This April afternoon I sit on the bleachers,
the sun warm to my back. Out on the field
the kids cheer and jeer. At home plate, a batter waggles,
swings, Thwack! The ball rifles
between the pitcher and first baseman.
The hitter tears to first, is safe;
waits as the next batter steps to the plate.
Fans hush. Every eye is on the pitcher
who casually checks first, spits a brown stream
into the red dirt, ball in glove bends low
while peering intently at the catcher, nods,
winds up, hurls a white blur toward home plateó
A sudden breeze sends hotdog wrappers skittering
across the field. A dust devil swirls behind the second baseman.
Another thwack! The ball arcs high into the bleachers.
From a nearby street a siren screams. Car horns blare.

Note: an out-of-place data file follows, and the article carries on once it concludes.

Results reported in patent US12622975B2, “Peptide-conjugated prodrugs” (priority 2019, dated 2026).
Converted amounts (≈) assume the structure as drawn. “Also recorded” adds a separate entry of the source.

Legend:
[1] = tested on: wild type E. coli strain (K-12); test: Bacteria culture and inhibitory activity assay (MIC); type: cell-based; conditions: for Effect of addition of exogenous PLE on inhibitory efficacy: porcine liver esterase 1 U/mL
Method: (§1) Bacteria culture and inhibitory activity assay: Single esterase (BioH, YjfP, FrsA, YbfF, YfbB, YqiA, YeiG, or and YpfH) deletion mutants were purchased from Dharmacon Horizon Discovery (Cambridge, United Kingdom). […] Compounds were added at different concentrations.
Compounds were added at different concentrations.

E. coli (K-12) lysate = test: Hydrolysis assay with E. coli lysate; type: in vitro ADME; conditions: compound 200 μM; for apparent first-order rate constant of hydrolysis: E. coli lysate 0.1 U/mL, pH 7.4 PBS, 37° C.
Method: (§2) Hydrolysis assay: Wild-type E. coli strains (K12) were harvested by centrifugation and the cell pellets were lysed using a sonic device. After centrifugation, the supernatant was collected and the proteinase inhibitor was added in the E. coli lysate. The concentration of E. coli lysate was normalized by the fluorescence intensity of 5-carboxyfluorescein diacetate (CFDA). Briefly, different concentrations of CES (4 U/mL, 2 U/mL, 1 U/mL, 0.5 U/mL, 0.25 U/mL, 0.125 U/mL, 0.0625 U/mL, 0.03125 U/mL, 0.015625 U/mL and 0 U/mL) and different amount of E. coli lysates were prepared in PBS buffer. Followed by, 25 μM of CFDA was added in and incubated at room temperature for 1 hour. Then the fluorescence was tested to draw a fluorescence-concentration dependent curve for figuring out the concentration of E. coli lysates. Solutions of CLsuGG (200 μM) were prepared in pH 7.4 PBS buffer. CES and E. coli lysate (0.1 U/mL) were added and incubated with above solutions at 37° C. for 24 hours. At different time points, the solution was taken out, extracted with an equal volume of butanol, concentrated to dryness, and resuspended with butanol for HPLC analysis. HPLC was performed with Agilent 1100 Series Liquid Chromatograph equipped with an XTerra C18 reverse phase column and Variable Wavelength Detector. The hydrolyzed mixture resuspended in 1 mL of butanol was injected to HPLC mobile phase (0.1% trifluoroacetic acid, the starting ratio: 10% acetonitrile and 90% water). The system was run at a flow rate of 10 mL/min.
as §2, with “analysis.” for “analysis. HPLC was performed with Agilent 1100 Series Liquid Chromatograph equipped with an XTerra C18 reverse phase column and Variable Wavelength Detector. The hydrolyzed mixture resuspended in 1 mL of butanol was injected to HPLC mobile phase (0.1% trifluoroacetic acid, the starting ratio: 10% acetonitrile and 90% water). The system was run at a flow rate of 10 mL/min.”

Brakes screech. The runner slides into second, stands,
beats a red cloud from his knees with his cap. Fans stand,
fists punching into the sulfur-tinged air, scream.
white vapor rises from the several smokestacks,
jutting from the sprawling factory nestled
below the mountain where the river splits.
The next batter takes a cut, misses.
The runner is half-way to third. The catcher fires the ball
to third, misses wide. The runner rounds third,
races home. Fans roar,
The siren's wail has become faint. The dust devil is gone.